Amazon accused of price fixing system in book publishing

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A small independent Chicago bookseller is face Amazon with a new class action lawsuit alleging that e-commerce The giant conspired with major publishers to keep prices high and competition low.

Current combination, which was filed last week, alleges that Amazon colluded with the Big Five in book publishing — Hachette, HarperCollins, Macmillan, Penguin Random House, and Simon & Schuster — to set prices for wholesale books. The lawsuit goes on to say that Amazon has a series of contracts with these publishers to prevent, say, Hachette from giving independent bookstores better wholesale prices than they give Amazon.

“I, along with most independent bookstore owners in America, feel incredibly frustrated because we have seen that the playing field is not level,” Nina Barrett, the bookstore owner at the head of the case, Recount The Chicago Sun-Times.

“We have to constantly discuss with our customers why we can’t match Amazon’s prices,” she continued. “It has been very frustrating watching the growth of Amazon and thinking, ‘Me, just a little old man on my own, I can’t stop this, but I can see it’s unfair.’”

As the lawsuit points out, Amazon has spent the past decades building its book-selling business from a small online showcase in massive market power. Today, a lot of estimation that the company sells about 90% of all e-books and 50% of paperbacks and hard covers worldwide. Barrett’s lawsuit specifically calls Amazon’s practices in the “commercial book” space, what publishers refer to as the kinds of fiction and non-fiction books that do not fall into the category of textbooks or references. .

As Ars Technica points out, this is not the first time that Amazon’s bookstore activity has been suspended. The five edition mammoths who are the accused in the ongoing trial are members of large professional publishing groups who written directly to Representative David Cicilline, Chairman of the House of Representatives Antitrust Subcommittee, on this particular topic. At the time, the groups argued that Amazon’s predatory pricing structures and opaque market algorithms are designed to “direct consumers to Amazon’s own product every time. The result? Amazon market share keep growing, and small publishers are struggling to keep up.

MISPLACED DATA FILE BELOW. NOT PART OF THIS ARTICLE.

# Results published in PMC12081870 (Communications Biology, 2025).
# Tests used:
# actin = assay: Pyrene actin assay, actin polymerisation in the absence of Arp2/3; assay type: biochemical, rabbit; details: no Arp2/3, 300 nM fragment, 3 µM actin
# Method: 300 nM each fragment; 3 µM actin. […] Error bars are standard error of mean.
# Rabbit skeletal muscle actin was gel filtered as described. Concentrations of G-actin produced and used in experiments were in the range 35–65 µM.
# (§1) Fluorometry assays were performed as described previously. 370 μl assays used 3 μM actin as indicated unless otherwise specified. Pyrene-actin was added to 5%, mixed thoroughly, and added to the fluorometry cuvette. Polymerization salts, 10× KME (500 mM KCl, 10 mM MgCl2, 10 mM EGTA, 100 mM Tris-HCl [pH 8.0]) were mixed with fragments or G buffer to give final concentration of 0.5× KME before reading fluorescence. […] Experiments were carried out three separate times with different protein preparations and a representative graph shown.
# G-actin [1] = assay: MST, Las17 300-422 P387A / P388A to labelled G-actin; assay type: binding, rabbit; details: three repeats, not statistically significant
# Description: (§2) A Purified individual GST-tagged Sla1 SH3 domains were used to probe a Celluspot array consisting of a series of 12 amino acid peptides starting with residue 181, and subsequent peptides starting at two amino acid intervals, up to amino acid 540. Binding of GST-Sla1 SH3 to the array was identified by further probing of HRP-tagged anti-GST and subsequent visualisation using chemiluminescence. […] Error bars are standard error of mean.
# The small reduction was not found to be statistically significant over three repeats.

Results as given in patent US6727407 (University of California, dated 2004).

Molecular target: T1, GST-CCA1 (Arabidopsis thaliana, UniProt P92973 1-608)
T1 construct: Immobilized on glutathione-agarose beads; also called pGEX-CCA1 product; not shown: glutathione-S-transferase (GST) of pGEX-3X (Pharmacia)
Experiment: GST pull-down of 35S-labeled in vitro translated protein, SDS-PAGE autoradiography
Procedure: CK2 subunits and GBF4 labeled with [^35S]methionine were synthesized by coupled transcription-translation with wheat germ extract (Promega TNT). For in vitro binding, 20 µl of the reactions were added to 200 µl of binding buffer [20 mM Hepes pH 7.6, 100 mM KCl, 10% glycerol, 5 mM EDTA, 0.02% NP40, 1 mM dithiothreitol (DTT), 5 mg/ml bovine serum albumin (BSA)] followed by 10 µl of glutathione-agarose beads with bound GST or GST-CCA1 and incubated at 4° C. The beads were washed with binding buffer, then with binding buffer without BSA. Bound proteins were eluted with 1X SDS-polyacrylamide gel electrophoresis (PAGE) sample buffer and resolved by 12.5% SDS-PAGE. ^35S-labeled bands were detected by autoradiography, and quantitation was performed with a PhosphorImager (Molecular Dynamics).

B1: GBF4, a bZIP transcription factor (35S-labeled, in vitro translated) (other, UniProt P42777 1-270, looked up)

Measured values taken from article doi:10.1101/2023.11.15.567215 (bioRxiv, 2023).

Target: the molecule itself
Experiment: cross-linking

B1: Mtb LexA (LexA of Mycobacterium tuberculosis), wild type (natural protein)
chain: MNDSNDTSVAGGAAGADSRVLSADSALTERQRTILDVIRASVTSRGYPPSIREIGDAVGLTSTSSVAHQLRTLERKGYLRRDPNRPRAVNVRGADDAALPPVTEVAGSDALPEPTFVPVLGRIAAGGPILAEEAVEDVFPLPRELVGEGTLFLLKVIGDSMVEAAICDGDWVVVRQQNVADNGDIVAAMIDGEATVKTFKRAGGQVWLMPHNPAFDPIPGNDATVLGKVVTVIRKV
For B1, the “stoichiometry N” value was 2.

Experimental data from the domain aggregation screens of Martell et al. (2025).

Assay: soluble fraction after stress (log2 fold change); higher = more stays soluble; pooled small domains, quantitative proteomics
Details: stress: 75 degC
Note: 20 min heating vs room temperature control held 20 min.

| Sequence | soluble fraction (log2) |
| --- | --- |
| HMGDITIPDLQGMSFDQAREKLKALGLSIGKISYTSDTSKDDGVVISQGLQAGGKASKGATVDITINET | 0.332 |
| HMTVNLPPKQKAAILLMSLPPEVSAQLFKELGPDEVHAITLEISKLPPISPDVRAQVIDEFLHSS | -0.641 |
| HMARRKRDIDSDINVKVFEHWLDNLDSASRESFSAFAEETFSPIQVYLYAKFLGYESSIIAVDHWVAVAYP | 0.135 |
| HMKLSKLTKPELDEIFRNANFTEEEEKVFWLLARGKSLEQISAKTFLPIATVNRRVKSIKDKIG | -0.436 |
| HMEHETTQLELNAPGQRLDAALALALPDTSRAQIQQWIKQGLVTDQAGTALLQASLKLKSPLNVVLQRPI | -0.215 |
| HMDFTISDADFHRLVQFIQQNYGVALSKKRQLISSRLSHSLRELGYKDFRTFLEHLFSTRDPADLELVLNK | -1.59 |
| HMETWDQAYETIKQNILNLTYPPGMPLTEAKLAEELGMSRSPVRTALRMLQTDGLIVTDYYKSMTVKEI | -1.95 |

The letter to Cicillin and the current Amazon case dispute what is known as the “most favored nation” clauses ”, or MFN, in its contracts with publishers. In the August letter, the group’s reproach (which you can read here) claims that these MFN were designed to ensure that Amazon enjoys such a good price for books if not better than the other retailers on its platform.

In the new lawsuit, the claim is that these same MFNs not only benefit Amazon, but force the Big Five to keep their wholesale prices artificially high in order to create those Amazon-only prices. Overall, the alleged ploy doesn’t just give Amazon a leg up on rival booksellers. but means more money in the pocket of the big publisher.

It should be noted that one of the companies representing Barrett in the new suit for follow-up Apple and the same five publishers a decade ago for similar reasons, this time on Apple’s iBook store. Apple lost and had to settle for around $ 450 million in 2015.

We contacted Amazon about the new costume and will be updated here when we get a response.

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